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Mid South RFID Converts for Changing Market

The UHF RFID industry today is much different than the one Mid South RFID abruptly entered six years ago by filling a rush order for 1.2 million baggage tags. This installment of our company profile series tracks the company's evolution and future outlook.
May 06, 2009This article was originally published by RFID Update.

May 6, 2009—Label converter Mid South RFID took a much different path to the RFID industry than most. Rather than starting small and growing, Mid South started big and adjusted. The Franklin, Tennessee company, then known as Mid South Graphics, had absolutely no RFID infrastructure or experience when president Mark Davenport was contacted in 2003 by a former bar code label customer who had joined an RFID startup. The customer needed smart labels for a big airline baggage tracking pilot his company had just won, and it needed them quickly.

"I told him that I didn't think we could help, because we didn't have any RFID equipment or experience. But I knew he was a good guy, and must have believed in RFID since he had left a good company to join this startup. I'm always open to new ideas, so I said we could talk," Davenport recalled to RFID Update. "The next day he was in my lobby with two engineers, and a bag full of baggage tags. I introduced him to our plant operations manager and they got some things set up. About a week later he called to say 'You've got everything up and running, and you're converting labels in the right manner. Congratulations, you're in the RFID business now!'

"That was the Wednesday before Easter," Davenport continued. "Then he told me they needed 1.2 million airline baggage tags produced by the day after Easter. We filled the order, and it's been all downhill from there."

The startup that pulled Mid South into the RFID business based on a previous relationship with Davenport was Matrics, which became one of the highest-profile RFID vendors and was later acquired by Symbol Technologies (subsequently acquired by Motorola), and today represents the core of Motorola's RFID product line. Not long after the successful airline trial, Matrics won deals to provide baggage tracking systems for airports in Las Vegas and Hong Kong, and chose Mid South as its label provider.

Around the time Mid South was winning its high-volume airport contracts, there was also a lot of buzz about RFID supply chain applications, and Wal-Mart-driven supplier implementations were nearing their peak. Mid South became a leader in that market too.

Mid South's fast start didn't leave a lot of room to grow, but created plenty of opportunities to adapt. Neither the supply chain nor baggage tagging markets have grown as fast or as large as expected. Today, the most growth Mid South RFID sees is in competition. Davenport said there used to be five or six primary label suppliers he competed with, but now there are upwards of 25. "There's not enough volume in the UHF market for all of us," he said.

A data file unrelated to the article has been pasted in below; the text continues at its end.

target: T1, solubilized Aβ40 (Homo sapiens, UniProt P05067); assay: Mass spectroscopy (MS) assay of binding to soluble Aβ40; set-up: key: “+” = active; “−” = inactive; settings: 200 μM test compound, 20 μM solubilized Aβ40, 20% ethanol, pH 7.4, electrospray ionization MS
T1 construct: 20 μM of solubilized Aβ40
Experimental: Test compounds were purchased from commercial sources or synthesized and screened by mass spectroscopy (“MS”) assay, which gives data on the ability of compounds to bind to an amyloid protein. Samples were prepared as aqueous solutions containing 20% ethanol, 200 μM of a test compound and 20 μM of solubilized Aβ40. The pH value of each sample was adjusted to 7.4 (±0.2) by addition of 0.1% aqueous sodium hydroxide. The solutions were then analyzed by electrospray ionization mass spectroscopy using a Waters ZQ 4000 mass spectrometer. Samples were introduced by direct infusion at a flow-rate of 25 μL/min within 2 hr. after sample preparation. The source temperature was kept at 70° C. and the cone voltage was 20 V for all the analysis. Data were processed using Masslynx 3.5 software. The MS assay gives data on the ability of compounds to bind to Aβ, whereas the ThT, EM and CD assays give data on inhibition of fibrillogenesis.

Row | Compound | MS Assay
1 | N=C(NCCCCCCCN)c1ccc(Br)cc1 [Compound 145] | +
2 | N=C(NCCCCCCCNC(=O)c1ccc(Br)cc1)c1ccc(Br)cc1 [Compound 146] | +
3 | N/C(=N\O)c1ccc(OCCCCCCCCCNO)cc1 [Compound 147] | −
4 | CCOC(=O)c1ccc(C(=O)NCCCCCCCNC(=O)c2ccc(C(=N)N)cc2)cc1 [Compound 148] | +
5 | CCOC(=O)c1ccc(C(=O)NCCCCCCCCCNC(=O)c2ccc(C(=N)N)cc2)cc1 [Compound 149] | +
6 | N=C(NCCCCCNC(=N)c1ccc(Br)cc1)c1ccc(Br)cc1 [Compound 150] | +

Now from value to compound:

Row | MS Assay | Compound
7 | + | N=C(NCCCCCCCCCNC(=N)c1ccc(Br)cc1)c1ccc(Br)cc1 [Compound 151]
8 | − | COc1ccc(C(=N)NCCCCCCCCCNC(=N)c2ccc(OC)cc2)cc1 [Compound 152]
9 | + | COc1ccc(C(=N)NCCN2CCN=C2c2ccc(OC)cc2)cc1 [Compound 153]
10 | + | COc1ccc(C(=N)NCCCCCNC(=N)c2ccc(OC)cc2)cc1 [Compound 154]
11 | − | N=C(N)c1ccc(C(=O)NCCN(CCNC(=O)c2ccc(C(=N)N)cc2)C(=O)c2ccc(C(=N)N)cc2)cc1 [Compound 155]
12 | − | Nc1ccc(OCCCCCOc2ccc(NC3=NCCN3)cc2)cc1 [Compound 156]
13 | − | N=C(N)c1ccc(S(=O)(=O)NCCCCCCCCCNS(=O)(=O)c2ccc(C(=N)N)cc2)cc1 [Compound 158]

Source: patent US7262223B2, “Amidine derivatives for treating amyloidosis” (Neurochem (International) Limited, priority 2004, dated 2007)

A few years ago when optimism was highest for UHF RFID technology, tag performance and cost were widely thought to be the biggest obstacles to rapid, widespread adoption. Tags have improved considerably on both fronts, but adoption hasn't followed.

"You can't say UHF RFID is immature anymore. Between 2005 the yields [percentage of usable inlays provided to label converters] went from the high sixties to the low nineties. It was a big jump. Today yields are 98 to 99 percent," said Davenport. "It can't get much better, but there will continue to be incremental improvement."

Now that reliability issues have largely been put to rest, Davenport believes it will take a drop in tag costs to trigger adoption. "In my opinion the only way this industry can get jump started is when you can get reliable tags for under a nickel apiece," Davenport said. Inlay prices are approaching this level, but the cost of converting inlays into tags and labels keeps end-user costs higher for the finished product. However, Davenport believes finished tags can and will get below the five-cent threshold.

"The price can get there, if the big chip companies make a commitment. It has to get there, or the ship will never leave the dock."

But prices aren't there yet, and neither are many high-volume consumer goods and supply chain opportunities for Mid South. Most of the business opportunities the company does see are for closed loop applications. Davenport says closed loop applications currently are consuming more tags and labels than the consumer goods and supply chain markets.

"If you're going to be successful in this business, you got to look for closed loop opportunities and focus on the vertical industries that have those opportunities," Davenport said. "There are some vertical markets with very good opportunities -- but I'm not going to tell you where they are. Companies will have to figure that out for themselves."

RFID opportunities continue to change quickly, a lesson Mid South learned the first day a visitor walked into its office to talk about converting RFID labels more than six years ago.
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